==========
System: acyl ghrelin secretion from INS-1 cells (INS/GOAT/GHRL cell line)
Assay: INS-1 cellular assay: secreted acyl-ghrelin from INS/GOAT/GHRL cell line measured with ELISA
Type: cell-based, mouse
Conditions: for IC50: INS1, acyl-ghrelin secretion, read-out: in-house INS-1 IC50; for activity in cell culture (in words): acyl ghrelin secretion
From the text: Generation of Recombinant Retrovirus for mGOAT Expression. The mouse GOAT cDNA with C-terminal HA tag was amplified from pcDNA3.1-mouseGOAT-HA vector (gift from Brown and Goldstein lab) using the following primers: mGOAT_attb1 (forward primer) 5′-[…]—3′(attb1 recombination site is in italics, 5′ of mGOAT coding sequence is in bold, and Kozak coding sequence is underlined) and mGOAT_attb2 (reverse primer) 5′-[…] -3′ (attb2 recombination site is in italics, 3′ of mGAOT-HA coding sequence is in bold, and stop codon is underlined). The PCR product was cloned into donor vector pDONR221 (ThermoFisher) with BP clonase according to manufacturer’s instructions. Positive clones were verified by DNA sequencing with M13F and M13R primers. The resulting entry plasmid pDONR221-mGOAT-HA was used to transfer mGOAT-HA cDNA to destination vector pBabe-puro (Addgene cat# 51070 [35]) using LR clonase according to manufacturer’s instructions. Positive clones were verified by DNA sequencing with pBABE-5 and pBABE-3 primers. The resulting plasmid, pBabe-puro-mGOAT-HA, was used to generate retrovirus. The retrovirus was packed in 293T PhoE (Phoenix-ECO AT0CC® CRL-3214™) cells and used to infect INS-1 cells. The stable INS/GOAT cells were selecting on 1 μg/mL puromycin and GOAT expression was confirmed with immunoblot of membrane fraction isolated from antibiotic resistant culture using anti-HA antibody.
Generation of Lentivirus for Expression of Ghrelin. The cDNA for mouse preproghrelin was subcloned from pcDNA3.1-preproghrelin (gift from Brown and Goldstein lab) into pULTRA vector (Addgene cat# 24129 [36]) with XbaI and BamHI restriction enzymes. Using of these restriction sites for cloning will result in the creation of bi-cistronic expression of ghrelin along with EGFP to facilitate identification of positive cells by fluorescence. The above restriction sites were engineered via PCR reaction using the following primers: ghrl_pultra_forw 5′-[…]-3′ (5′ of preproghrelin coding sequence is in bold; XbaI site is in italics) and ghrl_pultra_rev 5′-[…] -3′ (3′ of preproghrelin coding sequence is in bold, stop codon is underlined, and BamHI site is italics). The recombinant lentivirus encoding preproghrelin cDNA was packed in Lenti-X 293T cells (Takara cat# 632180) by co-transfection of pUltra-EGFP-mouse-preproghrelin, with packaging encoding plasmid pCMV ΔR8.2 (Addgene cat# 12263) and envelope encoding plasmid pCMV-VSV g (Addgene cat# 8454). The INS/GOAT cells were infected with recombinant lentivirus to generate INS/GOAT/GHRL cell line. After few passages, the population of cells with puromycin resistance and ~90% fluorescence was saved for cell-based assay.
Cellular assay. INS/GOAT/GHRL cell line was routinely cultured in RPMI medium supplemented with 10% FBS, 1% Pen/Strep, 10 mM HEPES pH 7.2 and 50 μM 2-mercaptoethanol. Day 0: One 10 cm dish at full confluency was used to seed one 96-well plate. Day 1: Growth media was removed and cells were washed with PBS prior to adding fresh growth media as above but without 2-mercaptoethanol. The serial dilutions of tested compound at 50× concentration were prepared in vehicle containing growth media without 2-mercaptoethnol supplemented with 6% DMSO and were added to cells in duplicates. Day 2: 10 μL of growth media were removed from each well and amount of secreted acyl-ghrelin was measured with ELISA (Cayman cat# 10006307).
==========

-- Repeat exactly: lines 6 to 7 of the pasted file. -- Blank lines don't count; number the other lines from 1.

Generation of Lentivirus for Expression of Ghrelin. The cDNA for mouse preproghrelin was subcloned from pcDNA3.1-preproghrelin (gift from Brown and Goldstein lab) into pULTRA vector (Addgene cat# 24129 [36]) with XbaI and BamHI restriction enzymes. Using of these restriction sites for cloning will result in the creation of bi-cistronic expression of ghrelin along with EGFP to facilitate identification of positive cells by fluorescence. The above restriction sites were engineered via PCR reaction using the following primers: ghrl_pultra_forw 5′-[…]-3′ (5′ of preproghrelin coding sequence is in bold; XbaI site is in italics) and ghrl_pultra_rev 5′-[…] -3′ (3′ of preproghrelin coding sequence is in bold, stop codon is underlined, and BamHI site is italics). The recombinant lentivirus encoding preproghrelin cDNA was packed in Lenti-X 293T cells (Takara cat# 632180) by co-transfection of pUltra-EGFP-mouse-preproghrelin, with packaging encoding plasmid pCMV ΔR8.2 (Addgene cat# 12263) and envelope encoding plasmid pCMV-VSV g (Addgene cat# 8454). The INS/GOAT cells were infected with recombinant lentivirus to generate INS/GOAT/GHRL cell line. After few passages, the population of cells with puromycin resistance and ~90% fluorescence was saved for cell-based assay.
Cellular assay. INS/GOAT/GHRL cell line was routinely cultured in RPMI medium supplemented with 10% FBS, 1% Pen/Strep, 10 mM HEPES pH 7.2 and 50 μM 2-mercaptoethanol. Day 0: One 10 cm dish at full confluency was used to seed one 96-well plate. Day 1: Growth media was removed and cells were washed with PBS prior to adding fresh growth media as above but without 2-mercaptoethanol. The serial dilutions of tested compound at 50× concentration were prepared in vehicle containing growth media without 2-mercaptoethnol supplemented with 6% DMSO and were added to cells in duplicates. Day 2: 10 μL of growth media were removed from each well and amount of secreted acyl-ghrelin was measured with ELISA (Cayman cat# 10006307).